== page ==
Interactions among fuel management, species composition, bark beetles, and climate change and the potential effects on forests of the Lake Tahoe Basin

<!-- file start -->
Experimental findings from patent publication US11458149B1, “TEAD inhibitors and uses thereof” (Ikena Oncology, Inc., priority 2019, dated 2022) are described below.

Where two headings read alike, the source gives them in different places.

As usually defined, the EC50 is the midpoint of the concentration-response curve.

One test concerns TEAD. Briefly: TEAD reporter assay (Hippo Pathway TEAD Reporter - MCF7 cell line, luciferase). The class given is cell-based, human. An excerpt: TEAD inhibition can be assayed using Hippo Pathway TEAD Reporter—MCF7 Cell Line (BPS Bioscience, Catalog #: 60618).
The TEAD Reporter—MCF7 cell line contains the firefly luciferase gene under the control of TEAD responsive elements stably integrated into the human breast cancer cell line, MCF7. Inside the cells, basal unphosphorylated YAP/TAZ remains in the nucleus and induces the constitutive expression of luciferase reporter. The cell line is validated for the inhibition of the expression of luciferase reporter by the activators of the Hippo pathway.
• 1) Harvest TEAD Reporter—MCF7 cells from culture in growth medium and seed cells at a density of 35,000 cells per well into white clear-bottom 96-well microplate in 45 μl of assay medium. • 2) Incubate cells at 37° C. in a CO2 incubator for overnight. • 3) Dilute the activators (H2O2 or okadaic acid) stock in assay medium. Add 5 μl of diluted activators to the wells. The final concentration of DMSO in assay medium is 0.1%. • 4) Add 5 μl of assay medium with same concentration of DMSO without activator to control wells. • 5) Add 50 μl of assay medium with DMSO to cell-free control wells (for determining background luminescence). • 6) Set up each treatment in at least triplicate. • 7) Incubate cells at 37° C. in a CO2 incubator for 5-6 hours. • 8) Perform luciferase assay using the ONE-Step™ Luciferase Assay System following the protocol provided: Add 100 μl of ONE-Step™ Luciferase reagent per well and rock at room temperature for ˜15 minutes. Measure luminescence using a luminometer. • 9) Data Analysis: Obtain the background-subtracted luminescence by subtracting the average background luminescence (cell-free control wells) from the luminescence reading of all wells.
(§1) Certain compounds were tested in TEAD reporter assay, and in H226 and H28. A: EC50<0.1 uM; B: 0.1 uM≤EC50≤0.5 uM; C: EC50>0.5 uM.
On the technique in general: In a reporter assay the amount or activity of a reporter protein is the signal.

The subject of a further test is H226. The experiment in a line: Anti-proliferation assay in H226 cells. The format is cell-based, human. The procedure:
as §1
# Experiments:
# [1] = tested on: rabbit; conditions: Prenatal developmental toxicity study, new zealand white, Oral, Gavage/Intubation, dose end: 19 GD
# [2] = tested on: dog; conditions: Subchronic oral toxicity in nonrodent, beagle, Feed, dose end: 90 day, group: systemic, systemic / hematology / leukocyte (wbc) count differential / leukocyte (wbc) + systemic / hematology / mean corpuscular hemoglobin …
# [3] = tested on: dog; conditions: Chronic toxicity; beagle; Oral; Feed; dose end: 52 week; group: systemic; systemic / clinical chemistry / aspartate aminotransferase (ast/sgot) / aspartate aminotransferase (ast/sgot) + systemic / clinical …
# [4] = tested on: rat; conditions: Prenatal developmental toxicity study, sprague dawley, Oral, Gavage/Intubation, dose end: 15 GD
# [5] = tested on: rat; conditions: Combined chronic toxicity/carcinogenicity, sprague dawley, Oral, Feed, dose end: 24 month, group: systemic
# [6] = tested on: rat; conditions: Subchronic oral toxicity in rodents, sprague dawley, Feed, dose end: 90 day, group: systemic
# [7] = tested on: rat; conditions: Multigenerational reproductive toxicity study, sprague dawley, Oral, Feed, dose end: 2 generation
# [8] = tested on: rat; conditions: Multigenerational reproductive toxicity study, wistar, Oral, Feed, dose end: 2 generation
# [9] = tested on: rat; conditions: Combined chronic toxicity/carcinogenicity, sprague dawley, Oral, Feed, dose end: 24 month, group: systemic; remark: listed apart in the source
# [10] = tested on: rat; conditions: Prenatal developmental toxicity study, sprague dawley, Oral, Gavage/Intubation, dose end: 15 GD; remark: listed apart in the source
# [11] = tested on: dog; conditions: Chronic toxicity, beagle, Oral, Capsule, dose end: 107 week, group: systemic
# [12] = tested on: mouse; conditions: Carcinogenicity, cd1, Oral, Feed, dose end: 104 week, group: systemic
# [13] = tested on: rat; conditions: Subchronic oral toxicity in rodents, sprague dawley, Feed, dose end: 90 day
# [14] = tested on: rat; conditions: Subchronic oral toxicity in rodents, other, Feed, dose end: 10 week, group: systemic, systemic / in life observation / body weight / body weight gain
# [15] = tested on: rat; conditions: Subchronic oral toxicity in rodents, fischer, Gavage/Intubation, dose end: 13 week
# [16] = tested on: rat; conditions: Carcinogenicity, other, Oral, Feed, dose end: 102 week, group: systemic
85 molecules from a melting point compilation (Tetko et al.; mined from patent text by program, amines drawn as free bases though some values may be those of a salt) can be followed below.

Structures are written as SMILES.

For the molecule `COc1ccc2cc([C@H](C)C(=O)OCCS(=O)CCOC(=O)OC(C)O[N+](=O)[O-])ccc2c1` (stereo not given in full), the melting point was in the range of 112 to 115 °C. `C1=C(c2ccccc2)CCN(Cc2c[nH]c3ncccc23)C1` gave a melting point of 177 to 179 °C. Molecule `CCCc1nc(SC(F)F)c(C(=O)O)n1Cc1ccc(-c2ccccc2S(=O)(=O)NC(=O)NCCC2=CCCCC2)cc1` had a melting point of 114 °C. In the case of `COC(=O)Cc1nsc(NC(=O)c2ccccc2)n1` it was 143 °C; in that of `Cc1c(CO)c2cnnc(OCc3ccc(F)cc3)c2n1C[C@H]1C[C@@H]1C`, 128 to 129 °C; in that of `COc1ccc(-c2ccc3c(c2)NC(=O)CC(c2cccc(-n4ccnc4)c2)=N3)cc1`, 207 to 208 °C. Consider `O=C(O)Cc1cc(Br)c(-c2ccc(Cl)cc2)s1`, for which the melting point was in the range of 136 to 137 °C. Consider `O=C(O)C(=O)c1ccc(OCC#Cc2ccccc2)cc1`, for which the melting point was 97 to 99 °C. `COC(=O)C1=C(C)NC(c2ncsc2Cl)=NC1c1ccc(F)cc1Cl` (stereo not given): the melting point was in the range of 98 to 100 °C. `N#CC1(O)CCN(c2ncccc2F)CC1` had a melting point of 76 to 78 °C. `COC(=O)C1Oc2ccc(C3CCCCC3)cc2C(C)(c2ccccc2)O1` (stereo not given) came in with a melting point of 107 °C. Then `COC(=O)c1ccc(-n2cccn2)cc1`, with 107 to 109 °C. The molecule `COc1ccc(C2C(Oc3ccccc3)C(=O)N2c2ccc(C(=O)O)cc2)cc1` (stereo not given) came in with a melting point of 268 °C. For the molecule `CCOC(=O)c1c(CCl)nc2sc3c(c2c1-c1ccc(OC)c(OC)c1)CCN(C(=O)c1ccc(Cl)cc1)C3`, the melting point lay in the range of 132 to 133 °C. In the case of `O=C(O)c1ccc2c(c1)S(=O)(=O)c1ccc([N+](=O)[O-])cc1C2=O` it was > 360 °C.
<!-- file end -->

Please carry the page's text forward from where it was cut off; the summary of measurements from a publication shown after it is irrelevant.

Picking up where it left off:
Climate-driven increases in wildfires, drought conditions, and insect outbreaks are critical threats to forest carbon stores. In particular, bark beetles are important disturbance agents although their longterm interactions with future climate change are poorly understood. Droughts and the associated moisture deficit contribute to the onset of bark beetle outbreaks although outbreak extent and severity is dependent upon the density of host trees, wildfire, and forest management. Our objective was to estimate the effects of climate change and bark beetle outbreaks on ecosystem carbon dynamics over the next century in a western US forest. Specifically, we hypothesized that (a) bark beetle outbreaks under climate change would reduce net ecosystem carbon balance (NECB) and increase uncertainty and (b) these effects could be ameliorated by fuels management. We also examined the specific tree species dynamics—competition and release— that determined NECB response to bark beetle outbreaks. Our study area was the Lake Tahoe Basin (LTB), CA and NV, USA, an area of diverse forest types encompassing steep elevation and climatic gradients and representative of mixed-conifer forests throughout the western United States. We simulated climate change, bark beetles, wildfire, and fuels management using a landscape-scale stochastic model of disturbance and succession. We simulated the period 2010–2100 using downscaled climate projections. Recurring droughts generated conditions conducive to large-scale outbreaks; the resulting large and sustained outbreaks significantly increased the probability of LTB forests becoming C sources over decadal time scales, with slower-than-anticipated landscape-scale recovery. Tree species composition was substantially altered with a reduction in functional redundancy and productivity. Results indicate heightened uncertainty due to the synergistic influences of climate change and interacting disturbances. Our results further indicate that current fuel management practices will not be effective at reducing landscape-scale outbreak mortality. Our results provide critical insights into the interaction of drivers (bark beetles, wildfire, fuel management) that increase the risk of C loss and shifting community composition if bark beetle outbreaks become more frequent.